Steve Jobs was the high tech priest of technology, yet a new report says his kids hadn’t yet used the iPad despite the first iPad having already launched, with Jobs saying he and his wife set technology limits on their children.
Although it was widely reported at the time that Steve Ballmer and Bill Gates’ children were banned from using iPods and iPhones, did anyone suspect that Steve Jobs hadn’t introduced an iPad to his own children?
The iPad was practically the digital love child of Steve Jobs and uber Apple designer Sir Jony Ive, so for his digital child not to meet his flesh and blood children is clearly a fascinating news item.
The news comes via Nick Bilton’s report in the New York Times, where Mr Bilton explained how he was speaking to Mr Jobs on the phone, when he asked if Jobs’ kids loved the iPad, which was just arriving on store shelves.
Mr Bilton was shocked to hear Mr Jobs says: “They haven’t used it,” he told me. “We limit how much technology our kids use at home.”
Bolton explained how he imagined Jobs’ house would be a temple of technology, where walls were giant touch screens and iEverything would be everywhere.
But that wasn’t the case at all, with Mr Bilton saying other tech CEOs had told him similar things, that they “strictly limit” their children’s use of technology.
While I was introduced to technology at a young age, getting my first computer at the age of 4 in 1979, a couple of years before the IBM PC was even launched, I too have wondered just how much technology to expose my future children to.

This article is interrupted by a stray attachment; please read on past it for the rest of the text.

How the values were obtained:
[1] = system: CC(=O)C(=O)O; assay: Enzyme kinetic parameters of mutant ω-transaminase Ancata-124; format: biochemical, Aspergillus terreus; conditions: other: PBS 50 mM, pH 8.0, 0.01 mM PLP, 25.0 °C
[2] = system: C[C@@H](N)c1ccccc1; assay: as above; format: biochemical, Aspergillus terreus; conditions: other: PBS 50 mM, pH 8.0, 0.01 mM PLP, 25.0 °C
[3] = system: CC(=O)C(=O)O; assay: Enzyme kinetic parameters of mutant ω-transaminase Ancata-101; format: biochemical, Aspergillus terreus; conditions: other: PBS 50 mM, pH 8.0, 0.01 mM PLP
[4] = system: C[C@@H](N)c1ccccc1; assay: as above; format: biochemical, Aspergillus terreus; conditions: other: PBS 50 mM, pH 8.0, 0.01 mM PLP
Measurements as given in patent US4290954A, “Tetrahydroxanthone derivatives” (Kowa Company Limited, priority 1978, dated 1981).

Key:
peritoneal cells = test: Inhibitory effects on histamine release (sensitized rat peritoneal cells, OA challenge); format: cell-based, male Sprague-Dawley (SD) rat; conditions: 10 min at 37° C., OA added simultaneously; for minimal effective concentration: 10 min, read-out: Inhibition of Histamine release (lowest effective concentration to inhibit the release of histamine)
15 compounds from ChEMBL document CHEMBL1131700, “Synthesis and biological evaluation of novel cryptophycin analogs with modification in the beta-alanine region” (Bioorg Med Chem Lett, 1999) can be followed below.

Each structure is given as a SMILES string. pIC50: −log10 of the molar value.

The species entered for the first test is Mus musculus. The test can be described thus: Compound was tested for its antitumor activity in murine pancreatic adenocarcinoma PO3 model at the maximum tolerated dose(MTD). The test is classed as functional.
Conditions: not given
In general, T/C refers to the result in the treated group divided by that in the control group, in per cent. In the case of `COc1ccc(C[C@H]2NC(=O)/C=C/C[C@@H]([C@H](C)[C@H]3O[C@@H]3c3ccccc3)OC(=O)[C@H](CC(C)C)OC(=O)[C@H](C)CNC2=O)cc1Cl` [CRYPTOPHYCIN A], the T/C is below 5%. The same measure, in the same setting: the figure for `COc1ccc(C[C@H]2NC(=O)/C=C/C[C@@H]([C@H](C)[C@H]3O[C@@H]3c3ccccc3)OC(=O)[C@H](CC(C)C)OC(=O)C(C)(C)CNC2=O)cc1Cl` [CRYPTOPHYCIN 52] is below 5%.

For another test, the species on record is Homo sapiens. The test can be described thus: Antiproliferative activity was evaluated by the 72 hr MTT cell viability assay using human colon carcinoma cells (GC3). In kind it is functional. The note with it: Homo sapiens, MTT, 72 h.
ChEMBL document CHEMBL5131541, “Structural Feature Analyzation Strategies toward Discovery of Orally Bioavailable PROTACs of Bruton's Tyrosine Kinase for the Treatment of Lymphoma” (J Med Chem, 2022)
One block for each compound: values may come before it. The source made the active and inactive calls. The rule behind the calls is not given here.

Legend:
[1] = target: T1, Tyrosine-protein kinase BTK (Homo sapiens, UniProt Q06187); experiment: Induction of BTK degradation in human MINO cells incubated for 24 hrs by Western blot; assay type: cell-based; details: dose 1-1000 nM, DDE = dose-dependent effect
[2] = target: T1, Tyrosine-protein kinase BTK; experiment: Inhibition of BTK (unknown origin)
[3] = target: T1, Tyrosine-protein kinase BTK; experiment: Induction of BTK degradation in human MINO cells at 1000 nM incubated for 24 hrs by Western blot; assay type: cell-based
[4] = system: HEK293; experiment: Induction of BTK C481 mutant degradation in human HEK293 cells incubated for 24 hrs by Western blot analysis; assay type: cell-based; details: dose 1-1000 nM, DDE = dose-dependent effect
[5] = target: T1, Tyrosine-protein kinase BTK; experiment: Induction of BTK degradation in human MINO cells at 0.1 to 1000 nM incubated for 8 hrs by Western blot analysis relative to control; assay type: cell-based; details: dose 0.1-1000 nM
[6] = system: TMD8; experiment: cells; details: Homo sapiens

This is especially after seeing children becoming quite addicted to iDevices, with iPhones and now iPads seeming to be the ultimate child pacifier, so much so that I’ve seen kids scream if the device is taken away from them.
Clearly, the issue is one of balance, just as the video games industry in Australia has preached for years.
Too much time in front of a computer screen is just as bad as too much time spent on any other single activity – moderation as always is the key.
There’s also plenty of outdoors time that needs to accompany a child’s life – sitting cooped up inside isn’t good for kids, either, as any parent knows.
Mr Bilton’s article goes on to quote several other CEOs expressing similar sentiments, while chatting to a parent who was quite happy to ensure their kids had ample screen time – but still not too much.
There was also discussion of children becoming addicted to tech, especially if they were younger than 10 years of age.
So, while there’s danger in anything, even crossing the street if you’re not paying attention, it is fascinating to see tech CEOs really paying attention to the amount of tech time their children get.
For more information, take a look at Bilton’s article, as it’s a great read
– especially if you’re a parent with kids who seem more attached to their various devices than they are to you!